UK city of Nottingham uses vehicle-to-grid (V2G) and IoT to optimise EV fleet charging


The City of Nottingham is to use a new open-source IoT platform to effectively manage the distribution of power across a fleet of electric vehicles (EVs), battery storage and solar power, harnessing innovative vehicle-to-grid (V2G) technology in the process.

The intelligent energy management system (iEMS) from OpenRemote is being used for its Clean Mobil Energy project to enable the city’s energy managers to maximize the use of locally produced renewable energy and cut carbon emissions and costs associated with charging EVs.

Nottingham City’s pilot site at the Eastcroft Depot will combine three main elements: solar panels to generate electricity, a large lithium-Ion battery for energy storage, and a fleet of 40 EVs. V2G technology enables the EVs to be charged and discharged for operational purposes as well as providing additional short-term energy storage and grid balancing.

“Energy management requires monitoring and controlling energy generation, energy consumption, and short-term storage systems to strive for maximum financial benefits or carbon savings”, says Pierre Kil, CEO of OpenRemote. “With an open source IoT platform you can connect all assets regardless of brand and protocol. OpenRemote’s advanced IoT capabilities ensure smart optimization to meet set targets. The system forecasts solar power generation, consumption and electricity pricing for the upcoming 24 hours to define the optimal charging and discharging cycles for the EV batteries. The optimization reduces withdrawals from the main electricity supply grid and maximizes use of locally produced energy.”

An energy dashboard provides the city’s energy managers with continuous insight into the performance of each component and lets him monitor key performance indicators such as local energy, self-consumption and saved costs. A mobile app enables the energy managers or maintenance crew to evaluate the system performance on the go. They are notified by the system in the event of malfunctioning or uncommon behavior, enabling them to take immediate corrective action.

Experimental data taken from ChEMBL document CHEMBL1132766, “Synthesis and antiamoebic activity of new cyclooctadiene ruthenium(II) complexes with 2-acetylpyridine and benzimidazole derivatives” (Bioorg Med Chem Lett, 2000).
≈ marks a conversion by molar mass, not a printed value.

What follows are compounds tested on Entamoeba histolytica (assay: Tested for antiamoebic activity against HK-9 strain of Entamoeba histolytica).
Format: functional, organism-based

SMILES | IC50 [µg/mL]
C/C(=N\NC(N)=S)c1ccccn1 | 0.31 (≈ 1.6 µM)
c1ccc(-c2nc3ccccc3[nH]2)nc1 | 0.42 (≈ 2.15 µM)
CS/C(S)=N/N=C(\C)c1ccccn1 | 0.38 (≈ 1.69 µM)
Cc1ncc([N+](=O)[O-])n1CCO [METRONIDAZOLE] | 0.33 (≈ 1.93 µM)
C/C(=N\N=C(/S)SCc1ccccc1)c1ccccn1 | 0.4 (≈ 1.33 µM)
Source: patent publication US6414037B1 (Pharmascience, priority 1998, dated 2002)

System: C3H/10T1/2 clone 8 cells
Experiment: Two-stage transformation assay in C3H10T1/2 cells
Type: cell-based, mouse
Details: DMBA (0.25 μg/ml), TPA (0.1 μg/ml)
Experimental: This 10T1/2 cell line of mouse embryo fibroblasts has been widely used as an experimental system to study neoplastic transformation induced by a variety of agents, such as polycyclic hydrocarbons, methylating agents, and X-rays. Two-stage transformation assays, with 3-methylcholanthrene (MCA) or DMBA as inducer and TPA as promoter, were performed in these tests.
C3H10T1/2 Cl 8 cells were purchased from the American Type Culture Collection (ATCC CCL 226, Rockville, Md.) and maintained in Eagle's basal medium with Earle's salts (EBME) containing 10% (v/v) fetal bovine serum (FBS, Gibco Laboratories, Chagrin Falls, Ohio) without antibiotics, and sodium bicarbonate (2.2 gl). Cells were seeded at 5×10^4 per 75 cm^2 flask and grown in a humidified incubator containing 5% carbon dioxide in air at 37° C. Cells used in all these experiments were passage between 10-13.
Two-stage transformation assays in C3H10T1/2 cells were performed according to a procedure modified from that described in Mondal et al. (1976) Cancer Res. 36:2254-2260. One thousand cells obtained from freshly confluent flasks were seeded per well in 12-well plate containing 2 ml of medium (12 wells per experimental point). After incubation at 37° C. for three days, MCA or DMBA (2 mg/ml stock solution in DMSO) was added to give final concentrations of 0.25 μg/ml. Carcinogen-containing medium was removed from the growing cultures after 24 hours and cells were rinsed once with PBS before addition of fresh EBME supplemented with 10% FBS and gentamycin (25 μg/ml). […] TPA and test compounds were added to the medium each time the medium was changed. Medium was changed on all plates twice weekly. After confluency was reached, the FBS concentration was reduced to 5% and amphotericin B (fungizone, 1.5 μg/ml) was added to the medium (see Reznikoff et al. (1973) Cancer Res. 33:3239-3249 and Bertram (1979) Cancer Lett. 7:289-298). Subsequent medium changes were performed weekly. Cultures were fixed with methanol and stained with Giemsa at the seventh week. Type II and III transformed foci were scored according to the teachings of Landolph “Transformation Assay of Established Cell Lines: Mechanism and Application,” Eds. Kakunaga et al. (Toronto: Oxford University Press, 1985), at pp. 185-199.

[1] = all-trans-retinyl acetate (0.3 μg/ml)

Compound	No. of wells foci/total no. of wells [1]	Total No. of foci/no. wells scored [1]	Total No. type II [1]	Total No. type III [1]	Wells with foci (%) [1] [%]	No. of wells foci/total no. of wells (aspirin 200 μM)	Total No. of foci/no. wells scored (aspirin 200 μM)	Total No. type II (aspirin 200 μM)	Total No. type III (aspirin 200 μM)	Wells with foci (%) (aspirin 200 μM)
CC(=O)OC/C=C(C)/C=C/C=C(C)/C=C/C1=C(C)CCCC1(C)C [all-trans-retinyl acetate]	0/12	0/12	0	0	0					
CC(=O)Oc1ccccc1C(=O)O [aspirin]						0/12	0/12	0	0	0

To manage the fleet of EVs, the iEMS can establish optimum charging schedules for EVs based on desired parameters such as lowest cost or highest share of renewable energy. EVs are charged to their minimum mileage or beyond the minimum mileage at times of surplus green electricity or low electricity tariffs. The system allows fleet managers to define minimum mileage per fleet, while providing important insights in the day-to-day operations, performance and total energy use of each group of vehicles.

“Nottingham has set the UK’s most ambitious Carbon Neutral target and we are leading the way when it comes to green transport,” says Laura Chippendale, energy projects manager for Nottingham City Council. “Our aim is to maximize the use of locally generated renewable energy and cut carbon emissions. Thanks to OpenRemote’s advanced IoT solution, the city’s fleet of electric vehicles can be charged with 100% renewable energy offered at an optimum price. The iEMS will increase the economic value of renewable energy and significantly reduce CO2 emissions.”

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Tom has edited Traffic Technology International (TTi) magazine and its Traffic Technology Today website since May 2014. During his time at the title, he has interviewed some of the top transportation chiefs at public agencies around the world as well as CEOs of leading multinationals and ground-breaking start-ups. Tom's earlier career saw him working on some the UK's leading consumer magazine titles. He has a law degree from the London School of Economics (LSE).